The Education Committee published its Sixth Report of Session 2017-19, The apprenticeships ladder of opportunity: quality not quantity today (8 Oct).
Examining both the quality of current apprenticeship provision and the effectiveness of training monitoring, the report focuses on the twin challenges of improving apprenticeship quality and promoting social justice.
While it recognises the good work being done by many FE colleges and independent training providers, the report calls for clearer oversight of apprenticeship training and assessment and a tougher approach to poor quality training, looking at the barriers faced by those from disadvantaged backgrounds when embarking on apprenticeships.
Amid a tripling in the number of approved providers, the report recommends an expanded role for Ofsted inspections and a cap on the amount of training that new providers can offer until they have proved their provision is of sufficient quality.
The Committee calls for redoubled efforts to recruit apprenticeships from disadvantaged backgrounds and help them climb the ‘ladder of opportunity’. The report recommends a range of measures, including the creation of more bursaries, increases to the apprenticeship minimum wage, and increased incentives for small and medium-sized businesses and social enterprises to take on apprentices.
The Committee calls for stronger enforcement and more severe sanctions for employers who fail to pay the apprentice minimum wage. The report says that it is vital the Government also introduces a kitemark system for good apprentice employers to encourage best practice and help apprentices choose the best employer for them.
The report recommends that the Social Mobility Commission conduct a study into how the benefits system helps or hinders apprentices and that the Government acts upon its findings.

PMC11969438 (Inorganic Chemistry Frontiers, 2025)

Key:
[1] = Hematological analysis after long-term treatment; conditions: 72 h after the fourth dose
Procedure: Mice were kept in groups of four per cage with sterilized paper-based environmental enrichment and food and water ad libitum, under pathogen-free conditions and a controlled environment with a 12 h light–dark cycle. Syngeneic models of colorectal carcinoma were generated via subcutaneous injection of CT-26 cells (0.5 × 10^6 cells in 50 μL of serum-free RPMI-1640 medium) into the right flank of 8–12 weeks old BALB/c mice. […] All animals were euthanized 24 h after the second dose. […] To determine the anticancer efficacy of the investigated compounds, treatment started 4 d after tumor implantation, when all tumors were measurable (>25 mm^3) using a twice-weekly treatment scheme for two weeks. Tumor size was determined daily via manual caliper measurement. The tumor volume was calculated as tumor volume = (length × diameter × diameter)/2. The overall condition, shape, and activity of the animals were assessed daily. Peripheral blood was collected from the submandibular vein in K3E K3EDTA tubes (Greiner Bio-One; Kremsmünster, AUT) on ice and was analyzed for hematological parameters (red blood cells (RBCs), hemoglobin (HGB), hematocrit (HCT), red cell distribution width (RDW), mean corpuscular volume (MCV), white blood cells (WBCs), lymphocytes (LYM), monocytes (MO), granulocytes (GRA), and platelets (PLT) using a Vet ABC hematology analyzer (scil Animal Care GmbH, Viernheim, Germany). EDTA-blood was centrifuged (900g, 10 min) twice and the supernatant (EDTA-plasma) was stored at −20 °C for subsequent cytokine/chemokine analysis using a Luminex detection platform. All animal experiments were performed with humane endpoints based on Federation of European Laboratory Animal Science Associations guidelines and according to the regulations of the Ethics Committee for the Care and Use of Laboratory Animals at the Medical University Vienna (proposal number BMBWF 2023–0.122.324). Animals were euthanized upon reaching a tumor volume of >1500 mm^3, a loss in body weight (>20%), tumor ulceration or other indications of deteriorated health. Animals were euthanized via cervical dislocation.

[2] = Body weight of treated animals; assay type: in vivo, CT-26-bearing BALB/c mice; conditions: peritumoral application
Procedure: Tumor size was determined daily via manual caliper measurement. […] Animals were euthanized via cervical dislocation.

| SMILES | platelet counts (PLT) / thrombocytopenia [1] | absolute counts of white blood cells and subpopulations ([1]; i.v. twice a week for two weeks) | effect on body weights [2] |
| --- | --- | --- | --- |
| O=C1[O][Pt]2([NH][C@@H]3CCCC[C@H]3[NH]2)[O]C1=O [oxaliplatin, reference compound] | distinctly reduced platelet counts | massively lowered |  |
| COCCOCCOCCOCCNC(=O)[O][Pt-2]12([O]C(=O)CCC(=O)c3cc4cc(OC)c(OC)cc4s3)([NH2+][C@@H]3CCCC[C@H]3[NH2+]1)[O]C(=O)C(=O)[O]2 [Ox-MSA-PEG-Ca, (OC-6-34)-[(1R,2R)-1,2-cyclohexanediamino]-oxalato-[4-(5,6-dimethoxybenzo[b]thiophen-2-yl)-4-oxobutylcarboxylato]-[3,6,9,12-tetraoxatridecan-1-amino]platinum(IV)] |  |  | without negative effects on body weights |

Addressing the need for young people to have clearer routes into apprenticeships, the report calls on the Government to get tough on schools that evade the Baker clause and that a proper UCAS-style portal for technical education, skills, FE and apprenticeships should be introduced.
Too many apprentices are not getting the high-quality training they deserve and too many people, particularly the disadvantaged, are not being given the support they need to pursue an apprenticeship and get on in life, says the Education Committee in the report published today.
Many great FE colleges and independent training providers are doing incredible work with apprentices. However, the reality today is that there is not enough high-quality apprenticeship training, which is letting down both the apprentices and employers.
Apprenticeships can offer an extraordinary ladder of opportunity for young people to get the skills, training and jobs they need to ensure security and prosperity for their future.
There has been an explosion in the number of training providers in recent years but neither employers nor apprentices can have genuine confidence that quality training is being provided by these new entrants. It’s time for a cap on the amount of training which new providers can offer until they prove they are up to scratch.
It’s time to get tough on sub-contractors, who too often seem to be delivering training which doesn’t deliver for the apprentice or the tax-payer, and lead providers who cream off large management fees while providing nothing of value themselves.
Apprentice funding needs reform to ensure the system is working with and not against employers such as in increasing the top funding band to better match the full cost of delivery for some apprenticeships.
Apprenticeships can play a crucial role in achieving social justice. But those from disadvantaged backgrounds still find too many barriers to undertaking an apprenticeship.
Travel costs should be cut for young apprentices. We need to move towards abolishing the apprentice minimum wage, introduce more bursaries, and a new social justice fund is necessary to support enterprises, charities and others that help the hardest to reach.
Much more help needs to be given to apprentices to progress to higher and degree apprenticeships and both the Government and the IFA should make degree apprenticeships a strategic priority.
Only by boosting the quality of apprenticeships, and breaking down barriers to entry, can we ensure that apprenticeships genuinely offer a ladder of opportunity for the disadvantaged and the chance for all to get the skills to get on in life.
Rt Hon Robert Halfon MP, Chair of the Education Committee